Never miss a story

Get subscribed to our newsletter


×
It is clear that the pandemic has had an extraordinary impact on the economic security of individuals who were already vulnerable and among disadvantaged groups . Unsplash

The gap between the “haves” and “have nots” has been widened by the Covid-19 pandemic while women, younger individuals, those with lower levels of formal education, and people of color were hit hardest by the crisis, a new study has found.

The study by the Indiana University (IU) in the US, published in the Proceedings of the National Academy of Sciences journal, found that Black adults were three times as likely as whites to report food insecurity, being laid off, or being unemployed during the pandemic.


Additionally, residents without a college degree were twice as likely to report food insecurity (compared to those with some college) while those not completing high school are four times as likely to report it, compared to those with a bachelor’s degree.

Please Follow NewsGram on Facebook To Get Latest Updates!

These patterns persisted even after taking into account employment status and financial hardship before the pandemic. The study found that younger adults and women were also more likely to report economic hardships.

“It is clear that the pandemic has had an extraordinary impact on the economic security of individuals who were already vulnerable and among disadvantaged groups,” said Bernice Pescosolido, a distinguished professor of sociology at IU and co-author of the study.

“This work demonstrates the need for strategically deployed relief efforts and longer-term policy reforms to challenge the perennial and unequal impact of disasters.”


The gap between the “haves” and “have nots” has been widened by the Covid-19 pandemic while women, younger individuals, those with lower levels of formal education, and people of color were hit hardest by the crisis, a new study has found. Unsplash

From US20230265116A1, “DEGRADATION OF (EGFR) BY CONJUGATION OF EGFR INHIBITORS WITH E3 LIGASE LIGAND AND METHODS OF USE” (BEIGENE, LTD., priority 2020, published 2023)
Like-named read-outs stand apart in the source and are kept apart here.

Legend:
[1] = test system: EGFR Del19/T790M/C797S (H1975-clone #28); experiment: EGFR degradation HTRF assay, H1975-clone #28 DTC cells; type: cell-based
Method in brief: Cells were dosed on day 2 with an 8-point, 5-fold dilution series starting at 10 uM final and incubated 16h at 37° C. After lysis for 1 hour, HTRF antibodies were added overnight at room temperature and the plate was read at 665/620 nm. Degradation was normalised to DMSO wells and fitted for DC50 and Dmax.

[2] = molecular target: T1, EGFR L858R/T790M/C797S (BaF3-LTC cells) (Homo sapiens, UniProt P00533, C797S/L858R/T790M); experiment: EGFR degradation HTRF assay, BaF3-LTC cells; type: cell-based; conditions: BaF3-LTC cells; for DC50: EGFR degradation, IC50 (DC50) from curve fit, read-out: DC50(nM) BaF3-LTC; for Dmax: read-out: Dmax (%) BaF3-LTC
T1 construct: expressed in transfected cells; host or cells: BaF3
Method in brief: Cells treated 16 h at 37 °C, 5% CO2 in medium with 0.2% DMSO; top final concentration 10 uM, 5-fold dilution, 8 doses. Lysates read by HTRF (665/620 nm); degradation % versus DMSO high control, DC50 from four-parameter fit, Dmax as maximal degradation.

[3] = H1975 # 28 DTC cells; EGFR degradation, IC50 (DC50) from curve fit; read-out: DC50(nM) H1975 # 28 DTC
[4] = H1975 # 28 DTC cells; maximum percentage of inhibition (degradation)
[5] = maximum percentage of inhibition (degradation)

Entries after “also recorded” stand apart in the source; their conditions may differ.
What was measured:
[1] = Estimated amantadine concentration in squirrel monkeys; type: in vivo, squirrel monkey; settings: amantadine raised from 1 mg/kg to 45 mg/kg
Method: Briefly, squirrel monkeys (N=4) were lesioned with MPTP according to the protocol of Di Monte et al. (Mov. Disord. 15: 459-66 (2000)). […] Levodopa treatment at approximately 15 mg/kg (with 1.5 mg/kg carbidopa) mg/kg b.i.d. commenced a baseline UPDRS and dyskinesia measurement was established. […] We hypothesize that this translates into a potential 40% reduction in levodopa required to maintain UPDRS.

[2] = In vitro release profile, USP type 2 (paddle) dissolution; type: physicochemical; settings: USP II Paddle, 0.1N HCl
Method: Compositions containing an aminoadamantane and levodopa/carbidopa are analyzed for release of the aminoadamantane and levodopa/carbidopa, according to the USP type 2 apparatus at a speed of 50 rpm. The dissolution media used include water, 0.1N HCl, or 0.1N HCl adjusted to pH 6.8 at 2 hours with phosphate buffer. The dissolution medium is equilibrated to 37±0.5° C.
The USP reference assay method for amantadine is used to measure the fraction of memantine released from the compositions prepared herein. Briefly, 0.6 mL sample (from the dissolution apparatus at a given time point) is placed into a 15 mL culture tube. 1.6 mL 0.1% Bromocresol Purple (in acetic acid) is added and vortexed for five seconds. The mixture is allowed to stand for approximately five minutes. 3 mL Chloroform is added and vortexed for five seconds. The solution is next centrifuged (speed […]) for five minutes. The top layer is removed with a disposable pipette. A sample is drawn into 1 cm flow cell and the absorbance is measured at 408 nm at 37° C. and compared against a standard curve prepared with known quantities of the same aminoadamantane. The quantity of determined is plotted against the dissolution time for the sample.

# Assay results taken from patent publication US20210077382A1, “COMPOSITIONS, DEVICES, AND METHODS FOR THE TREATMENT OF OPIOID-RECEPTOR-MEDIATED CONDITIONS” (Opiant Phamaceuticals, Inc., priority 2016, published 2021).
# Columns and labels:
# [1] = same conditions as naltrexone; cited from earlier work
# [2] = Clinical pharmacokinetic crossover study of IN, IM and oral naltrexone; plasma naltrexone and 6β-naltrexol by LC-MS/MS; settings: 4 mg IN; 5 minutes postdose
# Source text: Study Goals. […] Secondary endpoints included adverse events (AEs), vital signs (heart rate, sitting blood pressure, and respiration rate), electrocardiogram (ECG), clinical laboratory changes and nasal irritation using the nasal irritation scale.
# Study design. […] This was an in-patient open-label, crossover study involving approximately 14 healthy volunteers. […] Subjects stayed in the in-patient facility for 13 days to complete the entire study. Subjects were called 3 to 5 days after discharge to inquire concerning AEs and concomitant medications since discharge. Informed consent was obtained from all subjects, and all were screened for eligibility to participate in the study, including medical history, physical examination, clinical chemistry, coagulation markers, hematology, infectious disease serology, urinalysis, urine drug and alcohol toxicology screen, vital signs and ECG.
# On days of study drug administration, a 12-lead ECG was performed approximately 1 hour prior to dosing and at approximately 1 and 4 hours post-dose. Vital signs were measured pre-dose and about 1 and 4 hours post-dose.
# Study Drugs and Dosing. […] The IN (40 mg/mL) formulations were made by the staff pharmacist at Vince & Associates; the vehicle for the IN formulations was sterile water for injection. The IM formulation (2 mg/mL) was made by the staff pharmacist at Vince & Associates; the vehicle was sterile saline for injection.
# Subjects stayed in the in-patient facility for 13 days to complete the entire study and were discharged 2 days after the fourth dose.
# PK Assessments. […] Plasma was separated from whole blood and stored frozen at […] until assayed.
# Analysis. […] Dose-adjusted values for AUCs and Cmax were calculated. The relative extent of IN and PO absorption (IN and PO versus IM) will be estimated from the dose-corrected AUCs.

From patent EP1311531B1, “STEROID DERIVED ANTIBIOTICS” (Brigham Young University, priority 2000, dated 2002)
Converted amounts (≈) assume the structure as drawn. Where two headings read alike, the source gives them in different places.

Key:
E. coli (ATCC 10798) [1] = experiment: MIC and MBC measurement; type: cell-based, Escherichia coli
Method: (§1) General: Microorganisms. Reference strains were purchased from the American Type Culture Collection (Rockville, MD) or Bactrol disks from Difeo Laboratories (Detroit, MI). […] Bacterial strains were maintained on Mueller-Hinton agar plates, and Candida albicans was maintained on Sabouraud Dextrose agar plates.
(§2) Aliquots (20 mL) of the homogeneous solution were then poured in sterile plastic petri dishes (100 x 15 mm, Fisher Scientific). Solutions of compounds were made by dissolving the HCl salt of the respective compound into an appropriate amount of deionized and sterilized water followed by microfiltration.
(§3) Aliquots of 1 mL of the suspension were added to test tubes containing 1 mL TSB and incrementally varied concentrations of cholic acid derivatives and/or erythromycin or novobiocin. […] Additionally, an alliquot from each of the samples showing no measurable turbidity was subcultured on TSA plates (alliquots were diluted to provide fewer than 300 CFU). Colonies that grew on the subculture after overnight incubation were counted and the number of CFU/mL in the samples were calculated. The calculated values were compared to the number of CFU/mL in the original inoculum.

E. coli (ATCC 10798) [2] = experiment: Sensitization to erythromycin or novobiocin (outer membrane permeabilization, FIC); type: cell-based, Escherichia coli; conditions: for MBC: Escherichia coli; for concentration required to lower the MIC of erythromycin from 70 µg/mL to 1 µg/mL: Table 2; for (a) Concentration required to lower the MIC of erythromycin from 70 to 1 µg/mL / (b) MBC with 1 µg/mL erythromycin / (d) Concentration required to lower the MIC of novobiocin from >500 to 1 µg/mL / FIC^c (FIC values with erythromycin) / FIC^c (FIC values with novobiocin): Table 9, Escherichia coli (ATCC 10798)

To reach this conclusion, the authors measured four self-reported indicators of economic precarity: housing insecurity, food insecurity, general financial insecurity, and unemployment or job loss.

“Providing basic resources to all Americans, such as generous unemployment benefits, paid family leave, affordable federal housing, and universal preschool will help communities better weather crisis,” said Brea Perry, professor of sociology at IU and co-author of the study.

ALSO READ: PRC May Escalate The Nuclear Arms Race

“We need to rethink how we intervene in disasters and also strengthen our social safety net for everyone.” While the impact may not be fully understood at this time, Perry said that “we do know that rebuilding public health and other social structures will not only assist disadvantaged groups in times of need, it will also help society at large”. (IANS)


Popular

VOA

This image released by Disney Theatrical Productions shows, from second left, Michael James Scott as Genie, Michael Maliakel as Aladdin, and Shoba Narayan as Jasmine after a performance of the Broadway musical "Aladdin" in New York on Sept. 28, 2021

As kids growing up in different states, Shoba Narayan and Michael Maliakel shared a love of one favorite film — "Aladdin." Both are of Indian descent, and in the animated movie, they saw people who looked like them.

That shared love has gone full-circle this month as Narayan and Maliakel lead the Broadway company of the musical "Aladdin" out of the pandemic, playing Princess Jasmine and the hero from the title, respectively.

Keep Reading Show less
VOA

Bottles of Jack Daniel's whiskeys are displayed at Rossi's Deli in San Francisco

Jack Daniel's is the world's most popular whiskey brand, but until recently, few people knew the liquor was created by Nathan "Nearest" Green, an enslaved Black man who mentored Daniel.

"We've always known," says Debbie Staples, a great-great-granddaughter of Green's who heard the story from her grandmother. … "He made the whiskey, and he taught Jack Daniel. And people didn't believe it … it's hurtful. I don't know if it was because he was a Black man."

Keep Reading Show less
Photo by Aksh yadav on Unsplash

Cricket fans can now book the ultimate experience with the official accommodation booking partner for the ICC Men's T20 World Cup

Cricket fans can now book the ultimate experience with the official accommodation booking partner for the ICC Men's T20 World Cup, Booking.com. The T20 Pavillion, a bespoke cricket-themed luxury stay that transforms the Presidential Suite at Grand Hyatt Mumbai Hotel and Residences into a classic cricket stadium.


The suite offers guests an all-inclusive once-in-a-lifetime experience during the India vs Pakistan ICC Men's T20 World Cup match on October 24, 2021, packed with quirks and luxuries that is sure to satisfy even the biggest cricket enthusiast. Additionally, as a part of the experience, guests will also have the exclusive opportunity to meet Bollywood actor Shraddha Kapoor at The T20 Pavilion.

Keep reading... Show less